First Project Ever -- Fireplace Lighting Question


This is my first post and first project ever using Blender. I’ve played around with Blender a lot over the past couple months, and I’ve been working on a small scene. It’s not finished, but it’s going to be from the perspective of a man sitting at a table in an old rustic cabin, pre-gunpowder era. To light my scene, I was planning on implementing a fireplace (along with a couple table-top candles). The fireplace is what’s giving the lighting issue. The fireplace is going to be out of view, but I went ahead and modeled a simple fireplace box to provide realistic shadow casting. I’m currently using a point light inside the box with RGB values of (1.000,0.576,0.161) to simulate the omnidirectional incandescent lighting of fire. I’m using ray shadow with 64 samples to make the shadow cast as realistic as possible. The soft size was initially set to the default 1.000, but it was blocking out all light from the wall the fireplace is on. I bumped the soft size up to 8.000, and it’s casting more light on the originally dark wall, but there’s a stark transition between the two walls. Playing around with the settings doesn’t seem to change the shadow casting on the far wall no matter what. I was curious if any of you Blender veterans could help “bring light” to this situation :cool:. I’ve attached a view images to give you an idea of what I’m talking about. I’ve also included a link to download my .blend file (I couldn’t attach it for some reason):!fx5FmIKA!EcgbXFYZb3InH1qeqHXEZVkGfKlStG4uRKrEO7lXTW0

This is the overall scene modeled out so far:

This is the textured workspace depicting the objects in question:

This is a full resolution render showing the lighting issue:

Note: I am open to any suggestions, criticism, anything. Like I said, I’m brand new to Blender, so anything I’ve done has been created out of experimentation and basic tutorials. Also note that I’m using Blender Internal right now just because I wanted to get familiar with how both internal and Cycles work separately.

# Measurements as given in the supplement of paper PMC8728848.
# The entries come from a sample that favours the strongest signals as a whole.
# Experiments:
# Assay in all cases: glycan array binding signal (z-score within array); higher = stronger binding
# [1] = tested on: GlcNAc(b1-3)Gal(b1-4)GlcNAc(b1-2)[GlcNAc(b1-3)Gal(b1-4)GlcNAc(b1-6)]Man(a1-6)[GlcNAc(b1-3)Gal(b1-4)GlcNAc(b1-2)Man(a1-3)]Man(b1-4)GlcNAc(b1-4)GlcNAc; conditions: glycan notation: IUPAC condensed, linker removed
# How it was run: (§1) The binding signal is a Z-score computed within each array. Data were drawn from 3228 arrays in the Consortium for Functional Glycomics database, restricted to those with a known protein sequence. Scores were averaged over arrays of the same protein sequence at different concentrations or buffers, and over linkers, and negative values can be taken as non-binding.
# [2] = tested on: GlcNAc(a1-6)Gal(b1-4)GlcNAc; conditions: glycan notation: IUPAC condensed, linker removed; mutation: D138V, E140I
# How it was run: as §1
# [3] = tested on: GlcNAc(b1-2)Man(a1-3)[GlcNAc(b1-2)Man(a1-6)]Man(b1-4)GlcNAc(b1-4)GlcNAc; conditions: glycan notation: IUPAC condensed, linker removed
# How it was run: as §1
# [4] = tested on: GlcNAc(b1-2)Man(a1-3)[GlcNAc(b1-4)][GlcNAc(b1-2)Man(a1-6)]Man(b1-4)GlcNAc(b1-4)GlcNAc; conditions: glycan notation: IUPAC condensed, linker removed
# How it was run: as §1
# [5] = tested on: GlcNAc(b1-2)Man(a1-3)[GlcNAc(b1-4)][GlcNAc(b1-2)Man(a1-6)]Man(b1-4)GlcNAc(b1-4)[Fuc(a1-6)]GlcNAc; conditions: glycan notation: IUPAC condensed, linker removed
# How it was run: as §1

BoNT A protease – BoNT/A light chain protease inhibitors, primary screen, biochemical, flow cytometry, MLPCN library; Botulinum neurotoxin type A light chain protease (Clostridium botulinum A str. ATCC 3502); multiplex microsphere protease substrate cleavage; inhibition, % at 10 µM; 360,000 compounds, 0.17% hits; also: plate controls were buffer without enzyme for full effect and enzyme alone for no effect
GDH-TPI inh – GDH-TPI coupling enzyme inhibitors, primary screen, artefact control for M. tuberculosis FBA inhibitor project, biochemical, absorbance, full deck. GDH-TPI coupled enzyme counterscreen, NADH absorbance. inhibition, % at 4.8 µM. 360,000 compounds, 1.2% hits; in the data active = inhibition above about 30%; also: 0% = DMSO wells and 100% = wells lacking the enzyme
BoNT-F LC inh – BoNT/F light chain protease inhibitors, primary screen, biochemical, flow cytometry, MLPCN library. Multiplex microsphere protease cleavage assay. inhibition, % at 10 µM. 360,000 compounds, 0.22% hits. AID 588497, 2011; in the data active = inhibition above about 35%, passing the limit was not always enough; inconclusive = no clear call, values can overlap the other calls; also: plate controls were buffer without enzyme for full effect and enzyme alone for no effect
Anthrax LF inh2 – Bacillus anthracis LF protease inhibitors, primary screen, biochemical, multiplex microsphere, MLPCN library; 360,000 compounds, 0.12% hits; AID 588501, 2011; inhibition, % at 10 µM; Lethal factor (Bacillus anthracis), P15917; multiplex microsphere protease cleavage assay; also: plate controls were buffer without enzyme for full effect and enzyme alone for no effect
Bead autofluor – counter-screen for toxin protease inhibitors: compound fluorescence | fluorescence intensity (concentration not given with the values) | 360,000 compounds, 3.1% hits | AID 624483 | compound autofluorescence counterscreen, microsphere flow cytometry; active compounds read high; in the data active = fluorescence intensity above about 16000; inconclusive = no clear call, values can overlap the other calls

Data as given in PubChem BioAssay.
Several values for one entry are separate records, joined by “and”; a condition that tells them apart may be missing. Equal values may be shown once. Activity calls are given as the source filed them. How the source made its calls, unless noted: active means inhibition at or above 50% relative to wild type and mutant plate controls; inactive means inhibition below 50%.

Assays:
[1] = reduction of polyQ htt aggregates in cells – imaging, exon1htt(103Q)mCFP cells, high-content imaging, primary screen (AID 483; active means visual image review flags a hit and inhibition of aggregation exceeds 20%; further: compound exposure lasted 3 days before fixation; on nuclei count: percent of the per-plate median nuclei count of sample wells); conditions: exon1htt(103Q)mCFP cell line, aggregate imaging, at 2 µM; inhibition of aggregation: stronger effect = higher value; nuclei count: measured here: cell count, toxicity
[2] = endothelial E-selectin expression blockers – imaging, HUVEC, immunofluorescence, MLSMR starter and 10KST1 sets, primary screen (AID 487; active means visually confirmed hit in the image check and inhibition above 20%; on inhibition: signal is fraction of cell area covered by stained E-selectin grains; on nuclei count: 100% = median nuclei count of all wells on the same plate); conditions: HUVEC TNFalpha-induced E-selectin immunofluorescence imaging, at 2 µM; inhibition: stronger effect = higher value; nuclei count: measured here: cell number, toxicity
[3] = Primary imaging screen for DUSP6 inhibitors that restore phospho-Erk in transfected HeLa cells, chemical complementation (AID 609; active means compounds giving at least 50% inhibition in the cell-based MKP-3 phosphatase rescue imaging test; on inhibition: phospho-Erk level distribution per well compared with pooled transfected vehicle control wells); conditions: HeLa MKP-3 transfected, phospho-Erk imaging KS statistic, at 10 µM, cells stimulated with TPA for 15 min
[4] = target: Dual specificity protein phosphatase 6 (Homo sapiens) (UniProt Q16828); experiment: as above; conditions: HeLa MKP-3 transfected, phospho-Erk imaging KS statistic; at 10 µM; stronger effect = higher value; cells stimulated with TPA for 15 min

Firstly - you’re modelling is top notch for a first project.

Secondly - why is none of your modelling IN the render? I mean - it’s hard to see the shadows when there’s nothing to cast shadows!

Personally I can’t really see what’s wrong with the lighting. I mean - there’s no floor, and that doesn’t help. If you’re rendering for animation I would use far less than 64 samples - try 8. And if you are animating the scene I’d have at least two lights in the fireplace moving and flickering randomly. I might also turn on Ambient Occlusion set to Multiply to add some darkness to the corners - adjust this in the world properties. And turn down the specular on the wood - wood is not that shiny.

But most importantly - move the furniture into the part of the scene you’re rendering.


Thanks for the compliment. I didn’t include the furniture in my original post’s images because I was trying not to clutter the area I was talking about, and it was bogging down my render time. I was trying to get my post up before I slept last night. The camera positioning was misleading. It has changed since the original post. It will be positioned at the head of the center table pointed toward the round table in the corner with the edge of the window on the back wall bordering the shot on the left. The issue I was primarily concerned with was the shadow not gradually transitioning from the corner of the walls, but ambient occlusion seems to have done the trick there. Thanks for the suggestion. As it stands, this is just going to be a still image. I may decide to animate it in the future, and I will note your suggestion about flickering the flames. I’ve also lowered the specularity of the wood, and I think it looks more realistic.

All in all, thanks for the suggestions! They’ve helped! Once this scene is finished in its entirety, which may be a while, I will post it up.

I presume your using the internal renderer of Blender.

The problem your having is that real lighting from a fireplace (exclusively) bounces around a lot to light the scene, but in your render, the lighting is having trouble appearing out at ~90* from the front of the fireplace.

Using a render engine like Cycles will allow the light to be correctly bounced around the scene, and will look a fair bit closer to reality, however you needs floors/walls for this to occur. This kind of lighting often takes longer to render an image as well.

WIth your image, you are going to have to fake the lighting, basically have the light coming from the fire place (as intented) but you will also need a low level large ambient light over the whole scene, that will both speed up the render time, and overcome the shortcomings of Blender Internal.

Here is a set of basic renders I created to help ‘envision’ your problem? I used Indirect Lighting in the render settings (at highest quality) and made the fireplace an image with emission.

I’ve included the .blend file as an example, I hope there is something useful you can look at as a comparison to help you :slight_smile:

fireplacetest.blend (610 KB)

Thank you for your insight and work file, zeealpal! Helps tremendously!